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  • iPhone 8 Production: Yes, It’s Late, No It’s Not!

    May 9th, 2017

    For several months, we’ve been hearing the same old refrain: Apple is running into trouble gearing up for production of the mythical iPhone 8. As a result, it may indeed by announced at a September media event as expected, but won’t ship for months. This is the result of alleged various and sundry difficulties setting up production lines.

    A corollary rumor is that Apple shares Samsung’s difficulty in getting a touchscreen-based version of its fingerprint sensor to work, and hence will place it on its backside, contradicting it’s user-friendly Touch ID approach. In other words, the same as the Samsung Galaxy S8. Indeed, some alleged schematics of this alleged iPhone design have been posted, but it’s obvious there’s no evidence they are genuine.

    True, if the iPhone 8 — or 10th anniversary iPhone — is what it’s rumored to be, a brand new glass-based design with an edge-to-edge OLED display and other goodies, it’s possible there will  be production difficulties. Indeed, Apple does run into product shortages for a time with new products. The AirPods represent a recent example. The iPhone 7 Plus was also constrained, but that’s supposedly because Apple misjudged demand, and maybe that’s also true for the fancy wireless earphones.

    So on the surface, the stories about production glitches do appear to be credible, except that such rumors are usually repeated every year with a brand new Apple gadget is expected. We don’t hear quite as many warnings of that sort with Samsung gear, and that doesn’t mean supplies aren’t constrained there too from time to time. It’s just not getting that much attention.

    Now comes yet another claim about iPhone production efficiencies. This one emerges from a Chinese publication, Economic Daily News, which cites the supply chain in reporting that the production ramp is on track. An AP report claims that the new iPhone will be introduced in September and ship on time in October.

    What this means is that Apple’s schedule will evidently be met. So if there’s any supply constraint, it would be the result of a higher-than-expected demand for the new hardware.

    So what’s the truth?

    Without any confirmation — which will not come from an official source until Apple actually demonstrates the next iPhone — it’s very much guesswork. For now it’s a matter of which sources you want to believe, and which ones should be ignored.

    To be fair, it may be that the usual early production bottlenecks are being amplified to indicate the presence of a serious problem rather than a perfectly normal testing and setup process.

    After all, Apple CEO Tim Cook is a supply chain genius, so such problems ought to be minor and of short duration. When production constrains occur, it may be mostly about underestimating demand, or just that Apple would prefer to have a product in somewhat short supply to make it seem more attractive, more popular. But that may be the sort of conspiracy theory that really doesn’t make practical sense. Why should Apple lose potential sales, or will more people buy something if it’s a little hard to get?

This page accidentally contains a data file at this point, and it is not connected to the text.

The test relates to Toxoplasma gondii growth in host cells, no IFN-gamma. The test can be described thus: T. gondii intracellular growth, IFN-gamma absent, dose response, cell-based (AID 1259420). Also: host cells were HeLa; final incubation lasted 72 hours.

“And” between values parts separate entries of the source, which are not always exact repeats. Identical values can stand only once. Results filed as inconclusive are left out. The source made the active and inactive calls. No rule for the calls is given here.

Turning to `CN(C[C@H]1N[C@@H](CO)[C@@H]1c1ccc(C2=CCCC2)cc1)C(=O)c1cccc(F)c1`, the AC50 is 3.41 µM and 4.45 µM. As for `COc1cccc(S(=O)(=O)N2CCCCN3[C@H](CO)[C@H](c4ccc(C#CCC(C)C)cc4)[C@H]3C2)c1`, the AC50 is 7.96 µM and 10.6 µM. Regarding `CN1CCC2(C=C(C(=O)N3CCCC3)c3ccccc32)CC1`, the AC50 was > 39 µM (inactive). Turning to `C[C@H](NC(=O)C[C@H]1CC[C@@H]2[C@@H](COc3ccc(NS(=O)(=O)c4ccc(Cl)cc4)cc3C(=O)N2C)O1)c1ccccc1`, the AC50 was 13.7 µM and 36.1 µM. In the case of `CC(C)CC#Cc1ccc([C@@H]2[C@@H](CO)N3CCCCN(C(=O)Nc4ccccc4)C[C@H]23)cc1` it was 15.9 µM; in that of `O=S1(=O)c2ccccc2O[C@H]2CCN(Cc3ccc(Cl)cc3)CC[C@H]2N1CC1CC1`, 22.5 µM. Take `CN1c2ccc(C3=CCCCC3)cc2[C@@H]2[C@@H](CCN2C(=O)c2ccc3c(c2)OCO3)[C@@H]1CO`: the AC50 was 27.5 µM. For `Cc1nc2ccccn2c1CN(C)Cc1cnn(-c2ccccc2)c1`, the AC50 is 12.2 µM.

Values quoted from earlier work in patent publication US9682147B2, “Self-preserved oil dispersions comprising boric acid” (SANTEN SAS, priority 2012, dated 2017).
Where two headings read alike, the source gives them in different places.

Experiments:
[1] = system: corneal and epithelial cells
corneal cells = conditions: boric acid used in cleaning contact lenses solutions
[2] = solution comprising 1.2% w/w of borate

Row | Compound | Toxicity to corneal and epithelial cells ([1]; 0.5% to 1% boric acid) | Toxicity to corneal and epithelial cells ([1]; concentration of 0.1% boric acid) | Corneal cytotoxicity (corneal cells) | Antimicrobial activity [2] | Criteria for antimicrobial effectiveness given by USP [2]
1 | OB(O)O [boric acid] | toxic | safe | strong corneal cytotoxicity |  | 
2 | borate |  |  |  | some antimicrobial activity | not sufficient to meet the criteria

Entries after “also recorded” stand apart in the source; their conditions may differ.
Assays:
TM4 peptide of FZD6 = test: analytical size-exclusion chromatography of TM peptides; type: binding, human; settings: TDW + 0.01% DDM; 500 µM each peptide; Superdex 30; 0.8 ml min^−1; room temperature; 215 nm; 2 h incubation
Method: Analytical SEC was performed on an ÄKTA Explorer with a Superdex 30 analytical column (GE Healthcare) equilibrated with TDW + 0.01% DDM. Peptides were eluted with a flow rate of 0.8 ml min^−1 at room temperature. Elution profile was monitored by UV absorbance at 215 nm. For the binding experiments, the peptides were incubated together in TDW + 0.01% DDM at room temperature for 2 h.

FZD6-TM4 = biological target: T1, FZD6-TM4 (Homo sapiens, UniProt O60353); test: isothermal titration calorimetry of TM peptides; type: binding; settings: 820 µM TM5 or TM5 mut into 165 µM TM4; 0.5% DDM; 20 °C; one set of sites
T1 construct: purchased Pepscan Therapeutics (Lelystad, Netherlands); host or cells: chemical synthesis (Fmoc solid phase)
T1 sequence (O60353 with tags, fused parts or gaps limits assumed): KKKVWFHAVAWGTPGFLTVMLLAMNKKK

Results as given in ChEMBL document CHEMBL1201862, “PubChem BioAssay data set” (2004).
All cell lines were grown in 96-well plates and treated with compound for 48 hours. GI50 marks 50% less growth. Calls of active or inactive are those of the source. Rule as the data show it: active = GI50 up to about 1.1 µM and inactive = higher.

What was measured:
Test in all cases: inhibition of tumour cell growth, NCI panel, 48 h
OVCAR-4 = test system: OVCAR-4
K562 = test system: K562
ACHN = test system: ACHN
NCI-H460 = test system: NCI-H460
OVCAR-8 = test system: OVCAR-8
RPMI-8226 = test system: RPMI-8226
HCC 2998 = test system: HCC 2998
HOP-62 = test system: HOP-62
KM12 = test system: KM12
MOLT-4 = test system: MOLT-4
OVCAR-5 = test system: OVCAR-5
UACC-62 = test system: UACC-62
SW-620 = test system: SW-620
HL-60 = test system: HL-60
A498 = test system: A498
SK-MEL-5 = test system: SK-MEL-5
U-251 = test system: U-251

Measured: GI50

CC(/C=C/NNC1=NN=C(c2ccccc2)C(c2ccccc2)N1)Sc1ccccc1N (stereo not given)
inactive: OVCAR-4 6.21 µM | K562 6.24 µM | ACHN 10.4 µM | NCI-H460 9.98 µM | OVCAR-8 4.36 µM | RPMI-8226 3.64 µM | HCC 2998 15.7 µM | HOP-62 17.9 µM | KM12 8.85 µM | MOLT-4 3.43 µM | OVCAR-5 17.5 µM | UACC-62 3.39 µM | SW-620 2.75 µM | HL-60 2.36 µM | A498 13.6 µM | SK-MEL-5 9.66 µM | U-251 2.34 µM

On the other hand, this sort of chatter merely helps promote an unrelated Apple product. First you read speculation about the specs and the design. Interspersed with those rumors are ones about alleged production hangups.

    I wouldn’t assume that all these stories are somehow fed by Apple to fuel demand. It’s pretty clear the company cannot fully clamp down on stories from the supply chain. It’s too large to control fully. At best, they can cite the official corporate line, that Apple doesn’t talk about unreleased products. Except, of course, when they do, and that’s usually in keeping with a marketing plan to boost interest in something that has never been done before.

    So you may indeed see a demonstration of the next Mac Pro at next month’s WWDC, with the promise of delivery early in 2018. But that isn’t based on any rumors or expectations. Since the next Mac Pro may be built in the U.S., same as its controversial predecessor, you won’t be hearing about it via the Asian supply chain. So Apple can surprise and amaze people without any advance warning that it’s happening.

    It can indeed be a neat way to present a “one more thing,” something we don’t see from Apple all that often nowadays.

    But I do not expect to see a demonstration of a new iPhone at the Apple developer event, even though one unnamed industry analyst made that prediction. One would think that someone who professes an expertise about an industry would have a modicum of common sense. Apple isn’t going to pre-announce a new product when that announcement will gut sales of current models. Consider what’s already happening. According to Cook, some of the slowdown in iPhone 7 sales is due to expectations about a newer, better model.

    There will be exceptions, and recent disclosures about the next Mac Pro aren’t going to hurt sales of the current model any more than they are already being hurt. Apple has already confirmed that an all-new model is under development, and has been selling off the 2013 version at a sharply reduced price. The damage has already been done.

    As far as the next iPhone is concerned, I’m eager to see how it all turns out, but I don’t take much of the current chatter about it seriously.



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